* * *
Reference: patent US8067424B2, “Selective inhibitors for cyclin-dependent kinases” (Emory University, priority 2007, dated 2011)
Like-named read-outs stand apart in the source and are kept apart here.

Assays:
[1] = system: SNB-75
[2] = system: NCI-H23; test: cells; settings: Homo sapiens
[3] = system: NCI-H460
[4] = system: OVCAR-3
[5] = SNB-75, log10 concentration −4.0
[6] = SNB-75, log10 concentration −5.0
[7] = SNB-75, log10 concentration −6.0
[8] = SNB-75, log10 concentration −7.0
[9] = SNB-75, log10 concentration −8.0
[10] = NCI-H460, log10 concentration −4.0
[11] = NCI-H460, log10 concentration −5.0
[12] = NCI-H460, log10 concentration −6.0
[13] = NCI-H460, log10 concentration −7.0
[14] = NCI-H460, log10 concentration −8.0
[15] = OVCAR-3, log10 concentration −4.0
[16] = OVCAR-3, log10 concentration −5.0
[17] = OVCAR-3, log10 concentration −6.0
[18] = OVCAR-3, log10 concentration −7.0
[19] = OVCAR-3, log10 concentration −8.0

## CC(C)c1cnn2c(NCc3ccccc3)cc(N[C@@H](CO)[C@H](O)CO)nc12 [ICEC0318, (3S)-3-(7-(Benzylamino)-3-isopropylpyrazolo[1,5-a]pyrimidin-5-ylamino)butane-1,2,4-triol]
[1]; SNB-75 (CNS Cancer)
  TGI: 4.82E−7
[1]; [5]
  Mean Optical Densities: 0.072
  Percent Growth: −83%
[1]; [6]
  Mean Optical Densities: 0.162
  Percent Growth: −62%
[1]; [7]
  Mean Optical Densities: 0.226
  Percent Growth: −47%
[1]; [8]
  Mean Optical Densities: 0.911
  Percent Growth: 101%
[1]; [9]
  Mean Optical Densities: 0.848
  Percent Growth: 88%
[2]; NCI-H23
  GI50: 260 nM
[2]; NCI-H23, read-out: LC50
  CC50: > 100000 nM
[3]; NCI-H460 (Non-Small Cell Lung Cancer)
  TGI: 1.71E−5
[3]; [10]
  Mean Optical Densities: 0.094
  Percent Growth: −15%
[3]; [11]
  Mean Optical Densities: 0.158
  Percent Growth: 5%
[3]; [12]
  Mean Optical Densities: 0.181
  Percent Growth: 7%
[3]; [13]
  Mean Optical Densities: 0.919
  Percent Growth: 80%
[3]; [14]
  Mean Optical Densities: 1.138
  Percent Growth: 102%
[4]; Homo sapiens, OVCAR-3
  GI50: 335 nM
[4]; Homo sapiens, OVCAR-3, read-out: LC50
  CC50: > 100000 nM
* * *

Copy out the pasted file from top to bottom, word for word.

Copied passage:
Reference: patent US8067424B2, “Selective inhibitors for cyclin-dependent kinases” (Emory University, priority 2007, dated 2011)
Like-named read-outs stand apart in the source and are kept apart here.

Assays:
[1] = system: SNB-75
[2] = system: NCI-H23; test: cells; settings: Homo sapiens
[3] = system: NCI-H460
[4] = system: OVCAR-3
[5] = SNB-75, log10 concentration −4.0
[6] = SNB-75, log10 concentration −5.0
[7] = SNB-75, log10 concentration −6.0
[8] = SNB-75, log10 concentration −7.0
[9] = SNB-75, log10 concentration −8.0
[10] = NCI-H460, log10 concentration −4.0
[11] = NCI-H460, log10 concentration −5.0
[12] = NCI-H460, log10 concentration −6.0
[13] = NCI-H460, log10 concentration −7.0
[14] = NCI-H460, log10 concentration −8.0
[15] = OVCAR-3, log10 concentration −4.0
[16] = OVCAR-3, log10 concentration −5.0
[17] = OVCAR-3, log10 concentration −6.0
[18] = OVCAR-3, log10 concentration −7.0
[19] = OVCAR-3, log10 concentration −8.0

## CC(C)c1cnn2c(NCc3ccccc3)cc(N[C@@H](CO)[C@H](O)CO)nc12 [ICEC0318, (3S)-3-(7-(Benzylamino)-3-isopropylpyrazolo[1,5-a]pyrimidin-5-ylamino)butane-1,2,4-triol]
[1]; SNB-75 (CNS Cancer)
  TGI: 4.82E−7
[1]; [5]
  Mean Optical Densities: 0.072
  Percent Growth: −83%
[1]; [6]
  Mean Optical Densities: 0.162
  Percent Growth: −62%
[1]; [7]
  Mean Optical Densities: 0.226
  Percent Growth: −47%
[1]; [8]
  Mean Optical Densities: 0.911
  Percent Growth: 101%
[1]; [9]
  Mean Optical Densities: 0.848
  Percent Growth: 88%
[2]; NCI-H23
  GI50: 260 nM
[2]; NCI-H23, read-out: LC50
  CC50: > 100000 nM
[3]; NCI-H460 (Non-Small Cell Lung Cancer)
  TGI: 1.71E−5
[3]; [10]
  Mean Optical Densities: 0.094
  Percent Growth: −15%
[3]; [11]
  Mean Optical Densities: 0.158
  Percent Growth: 5%
[3]; [12]
  Mean Optical Densities: 0.181
  Percent Growth: 7%
[3]; [13]
  Mean Optical Densities: 0.919
  Percent Growth: 80%
[3]; [14]
  Mean Optical Densities: 1.138
  Percent Growth: 102%
[4]; Homo sapiens, OVCAR-3
  GI50: 335 nM
[4]; Homo sapiens, OVCAR-3, read-out: LC50
  CC50: > 100000 nM